Many writers have attempted to depict the Puritans as a sort of proto-capitalists.  Authors such as Max Weber and R. H. Tawney popularized this motif.  Weber, a nineteenth-century sociologist, attempted to explain the rise of capitalism.  He argued that a “Protestant ethic” was the impetus that allowed for the development of capitalism.  This opposed Karl Marx’s view that class struggle led to the rise of capitalism.  Weber defined the “spirit of capitalism” as “the earning of more and more money, combined with the avoidance of all spontaneous enjoyment of life.” (53)   

According to Weber, the Protestant idea of a calling in life (to a certain occupation or station) was crucial to the development of modern capitalism.  He contrasted the worldview of European Catholics with that of Protestant ascetic sects, such as the Calvinists, Pietists, Methodists, and Baptists.  Weber argued that medieval and early modern Catholics worked to live.  They did enough to provide for themselves and the society in which they lived, with little concern for working harder.  He then looked at the Calvinists, with their emphasis on predestination and the corresponding concern for an assurance of their salvation.  While good works would not save them, the Calvinists believed that good works were a sign of one’s election and that they would bring the desired assurance of God’s favor.  The Calvinists and other ascetic groups worked hard because of their belief that God had called them to a certain occupation.  According to Weber, instead of working to live, the Calvinists lived to work so that they could obtain assurance of their salvation.  Work in itself was done for the glory of God, and to fail to do one’s best was viewed as a sign of reprobation.  

Since the earning of money was a side benefit of work, the earning of money could then be viewed as a noble goal if done for the glory of God, rather than being done simply for the enrichment of the worker.  Weber’s main point was that this ethic was responsible for the rise of capitalism.  This Calvinist work ethic definitely applied to the Puritans.  However, Weber’s thesis did not take into account the fact that Venice, Genoa, and other Italian city-states were the originators of much that makes up modern capitalism.  These early Italian merchants did not shy away from making money, and they were not Protestant, but Catholic.  In addition, Weber did not really address the use of colonial possessions and new technology in the rise of capitalism, so there is much room for debate on his famous thesis.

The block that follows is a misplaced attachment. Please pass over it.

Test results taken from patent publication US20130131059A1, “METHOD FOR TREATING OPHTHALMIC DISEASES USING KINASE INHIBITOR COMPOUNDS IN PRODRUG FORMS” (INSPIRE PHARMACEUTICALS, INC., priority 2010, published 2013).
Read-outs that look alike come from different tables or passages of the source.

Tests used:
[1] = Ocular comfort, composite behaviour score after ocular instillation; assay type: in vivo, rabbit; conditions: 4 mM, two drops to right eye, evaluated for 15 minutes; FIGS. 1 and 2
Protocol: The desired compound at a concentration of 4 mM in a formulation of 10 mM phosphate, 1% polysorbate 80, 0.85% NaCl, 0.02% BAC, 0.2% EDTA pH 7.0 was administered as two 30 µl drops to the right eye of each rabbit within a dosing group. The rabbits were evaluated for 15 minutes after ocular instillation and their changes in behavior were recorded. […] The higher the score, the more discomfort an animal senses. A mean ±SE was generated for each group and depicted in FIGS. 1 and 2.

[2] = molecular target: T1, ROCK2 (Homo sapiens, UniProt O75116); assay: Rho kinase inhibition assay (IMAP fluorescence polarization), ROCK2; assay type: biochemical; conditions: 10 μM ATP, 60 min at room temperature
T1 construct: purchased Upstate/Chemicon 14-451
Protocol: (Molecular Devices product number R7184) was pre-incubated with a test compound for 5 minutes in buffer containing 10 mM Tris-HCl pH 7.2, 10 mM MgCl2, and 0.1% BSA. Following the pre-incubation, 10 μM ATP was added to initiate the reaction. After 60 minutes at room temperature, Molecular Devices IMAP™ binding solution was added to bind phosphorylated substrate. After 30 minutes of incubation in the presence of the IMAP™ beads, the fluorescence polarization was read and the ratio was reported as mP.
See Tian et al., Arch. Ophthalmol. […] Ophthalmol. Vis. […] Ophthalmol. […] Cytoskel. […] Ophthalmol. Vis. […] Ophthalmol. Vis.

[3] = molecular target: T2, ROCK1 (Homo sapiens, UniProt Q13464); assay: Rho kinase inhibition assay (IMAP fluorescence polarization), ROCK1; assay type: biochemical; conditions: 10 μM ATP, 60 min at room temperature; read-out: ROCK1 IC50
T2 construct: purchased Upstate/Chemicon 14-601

09 November 2011

The Church in the Wildwood

This summer, I had the opportunity (quite by accident) to visit the Little Brown Church in the Vale.  This church was made famous by the song on the "Church in the Wildwood."  I happened to drive by it on my way back from a trip home with the family to West Virginia.  We decided to take the kids to the St. Louis Gateway Arch and driving through rural Iowa was the shortest route from St. Louis to North Dakota. 

The Little Brown Church in the Vale showed up on the map as a landmark of interest.  Being the church nut that I am, I had to stop and see the church since it was only a couple of miles off of the highway.  This Congregational church sits just outside of Nashua, Iowa, and dates to the 1860s.  It is easily accessible from US Highway 218.  While not an imposing structure like some of the churches in the Czech Republic that I've posted on this site, it was nonetheless pretty cool to see a historic country church.  The church is still in use, and hosts many weddings on an annualized basis.  The church also holds baptism on Sunday afternoons.  The church is memorialized by the song, and is a link to the pioneer days.  Often, one of the earliest structures built in new towns was a church (or churches).  Many of these churches no longer stand, but they were an important part of pioneer life.  It's impossible to tell the story of American history (or the history of just about any nation) without mentioning the history of religion.  In America, that religion is Christianity.  The early settlers had beliefs that influenced the way that they lived.  Below are photos of the the Little Brown Church in the Vale: